not heretofore seen such a thing, and
perhaps' such a thing had not taken We are happy to learn, that the place since the time of the apostles. College in Middlebury is in a prosper. I led in the exercise, the missionary ous state for an infant seininary in a followed, and the Jew minister con. newly settled country. The present cluded. When the exercise was pumber of students, we understand, over, the Jews took us by our hands is about sixty, of whom a greater pro. with such expressions of love and portion than is usual in colleges are brotherly affcction, as was truly gratverious. The religious interests of ifying."
Assemb. Mag. Vermont are thought to be intimately connected with the success of this In. MISSIONS IN INDIA. stitution, which is accordingly patro
The Rev. Charles Buchanan, a. M. nized by the body of the clergy in Vice Provost of the college of Fort the western division of the State, William, has iately published a mewho yet faithfully adhere to the doc- moir concerning ecclesiastical estabtrines of the reformation.
lishments in India, which contains
much curious and valuable informaIn Northampton, (Mass.) a very tion. The subject is no less than thut pleasing and general attention to re- of giving Christianity, and with it ligion prevails, and is extending to civilization, to myriads of human be. several of the neiglıbouring towns. ings, now sunk in the grossest ignoNumbers in these towns, particularly rance, and abased by the most atruin Northampton, have been added cious superstitions. For the promotion to the church, we hope of such as of this object, Mr. B. divides his shall be saved.
tract into three principal parts; the
first relates to the care and preservaExtract of a Letter from Capt. Benja. tion of the Christian faith among his min Wickes, duteil
0\n countrymen set:led in India: the
second treats of the practicability of London, April 2, 1806. civilizing and converting the natives; “We are going from London to and the third states the progress al. Calcutta ; two missionaries with their ready made in that civilization, and wives are going with us from the Bup in the planting of Christianity, Un, tist Society, and a young woman es- der each of these heads is contained poused to a missionary already in many articles which deserve the atten. Bengal, from the London sveiety; and tion of every person anxious to prothere to be married.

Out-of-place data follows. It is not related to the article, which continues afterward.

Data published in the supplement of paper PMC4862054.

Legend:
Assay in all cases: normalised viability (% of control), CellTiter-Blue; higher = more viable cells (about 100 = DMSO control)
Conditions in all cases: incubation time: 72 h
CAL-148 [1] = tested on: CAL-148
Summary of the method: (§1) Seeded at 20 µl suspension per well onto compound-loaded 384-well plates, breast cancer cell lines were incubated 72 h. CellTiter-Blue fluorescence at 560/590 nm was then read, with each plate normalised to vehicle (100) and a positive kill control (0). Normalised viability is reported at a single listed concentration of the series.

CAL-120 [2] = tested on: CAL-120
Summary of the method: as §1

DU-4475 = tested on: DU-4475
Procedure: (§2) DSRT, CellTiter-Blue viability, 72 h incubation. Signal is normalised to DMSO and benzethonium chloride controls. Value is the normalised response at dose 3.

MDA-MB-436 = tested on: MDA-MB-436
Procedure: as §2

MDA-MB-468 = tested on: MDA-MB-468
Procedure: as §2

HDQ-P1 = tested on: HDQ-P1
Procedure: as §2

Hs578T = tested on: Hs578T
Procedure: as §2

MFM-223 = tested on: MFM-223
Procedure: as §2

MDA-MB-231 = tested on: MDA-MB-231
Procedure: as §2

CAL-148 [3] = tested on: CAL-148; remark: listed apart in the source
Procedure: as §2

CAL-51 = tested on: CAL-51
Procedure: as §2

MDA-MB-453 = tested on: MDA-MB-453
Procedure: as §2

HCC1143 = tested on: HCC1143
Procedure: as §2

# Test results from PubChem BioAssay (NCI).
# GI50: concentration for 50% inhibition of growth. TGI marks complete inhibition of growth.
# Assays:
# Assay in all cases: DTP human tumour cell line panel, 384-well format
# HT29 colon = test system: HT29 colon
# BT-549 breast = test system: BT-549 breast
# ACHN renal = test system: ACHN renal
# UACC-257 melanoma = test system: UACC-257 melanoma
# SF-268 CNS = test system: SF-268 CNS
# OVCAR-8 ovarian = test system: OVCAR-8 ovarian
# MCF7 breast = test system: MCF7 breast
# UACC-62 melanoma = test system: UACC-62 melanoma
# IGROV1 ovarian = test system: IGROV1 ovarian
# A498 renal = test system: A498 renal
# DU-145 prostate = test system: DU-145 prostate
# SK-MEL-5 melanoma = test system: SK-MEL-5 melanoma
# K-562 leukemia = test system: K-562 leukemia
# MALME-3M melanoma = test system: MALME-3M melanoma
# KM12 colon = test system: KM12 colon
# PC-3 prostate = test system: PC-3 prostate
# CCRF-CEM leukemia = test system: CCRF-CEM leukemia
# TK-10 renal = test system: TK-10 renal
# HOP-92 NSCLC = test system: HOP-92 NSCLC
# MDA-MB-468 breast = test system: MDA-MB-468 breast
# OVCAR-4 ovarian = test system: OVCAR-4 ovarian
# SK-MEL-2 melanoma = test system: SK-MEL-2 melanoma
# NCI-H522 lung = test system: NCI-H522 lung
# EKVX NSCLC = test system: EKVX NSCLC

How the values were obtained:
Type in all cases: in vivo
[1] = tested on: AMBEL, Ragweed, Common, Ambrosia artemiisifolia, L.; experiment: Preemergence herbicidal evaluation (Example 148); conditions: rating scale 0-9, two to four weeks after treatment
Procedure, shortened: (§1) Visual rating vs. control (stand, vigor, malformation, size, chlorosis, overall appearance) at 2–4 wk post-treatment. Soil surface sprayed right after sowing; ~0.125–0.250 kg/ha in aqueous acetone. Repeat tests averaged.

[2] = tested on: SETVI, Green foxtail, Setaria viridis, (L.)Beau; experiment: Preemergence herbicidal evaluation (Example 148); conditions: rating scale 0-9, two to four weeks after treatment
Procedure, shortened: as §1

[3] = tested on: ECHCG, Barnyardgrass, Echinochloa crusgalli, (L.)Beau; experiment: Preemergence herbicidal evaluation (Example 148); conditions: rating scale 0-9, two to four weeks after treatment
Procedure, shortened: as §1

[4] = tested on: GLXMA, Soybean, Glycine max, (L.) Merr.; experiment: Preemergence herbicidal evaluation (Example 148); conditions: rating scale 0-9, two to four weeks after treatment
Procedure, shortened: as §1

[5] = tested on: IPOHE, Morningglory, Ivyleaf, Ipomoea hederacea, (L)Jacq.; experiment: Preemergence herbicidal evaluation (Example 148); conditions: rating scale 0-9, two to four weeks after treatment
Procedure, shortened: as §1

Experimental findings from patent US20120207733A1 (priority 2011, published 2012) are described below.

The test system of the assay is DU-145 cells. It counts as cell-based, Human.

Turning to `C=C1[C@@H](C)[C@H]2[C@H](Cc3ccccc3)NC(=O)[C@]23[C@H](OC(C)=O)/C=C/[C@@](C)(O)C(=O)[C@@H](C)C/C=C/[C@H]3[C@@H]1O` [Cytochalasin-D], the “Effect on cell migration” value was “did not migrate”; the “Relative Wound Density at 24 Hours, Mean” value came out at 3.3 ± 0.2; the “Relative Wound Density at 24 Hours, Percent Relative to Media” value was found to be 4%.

mote the progress of the Redeemer's One evening last week, I went with kingdom ; and which furnish motives one of the missionaries who is going for encouragement for nuissionaries with me, with two or three others, to to proceed in their labours. drink tca with the Jew minister, [ Mr.
The following facts are stated in the Frey.) While we were at tea, there dedication : came in two Jews that were awaken. “ New sources of information on all ed under that sermon, which you Oriental subjects, have been opened heard me speak of hearing liim preuch by the college of Fort William in last tall, which was the first-fruit of Bengal. Those persons who have bis labours. Those took tea with held ufficial situations in that instituus, and after tea was over, there tion during the last four years, have came in three other Jers, the fruit had constant opportunities of observ: of his ministry. When they had ing the conduct, and of learning the sat down, I counted our number, opinions, of the most intelligent na. and found there were an equal nuin. tives. There are attached to the colber of Jews and Gentiles, six of cach; lege, at this time, upwards of one on which I observed, that there was il hundred learned men, who have arrir. reinarkable instance before our eyes, ed from different parts of India, Perof the partition wall between the jew's sia, ad Arabia. 'In such an assem und Gentiles being broken do:vn, and blage, the manners and customs of
remote regions are distinctly describ. of Hindostan, will be read with in., ed; and their varying sentiments, re. creasing interest. The following are ligious and political, may be accu. some of his observations on the subject. rately investigated and compared.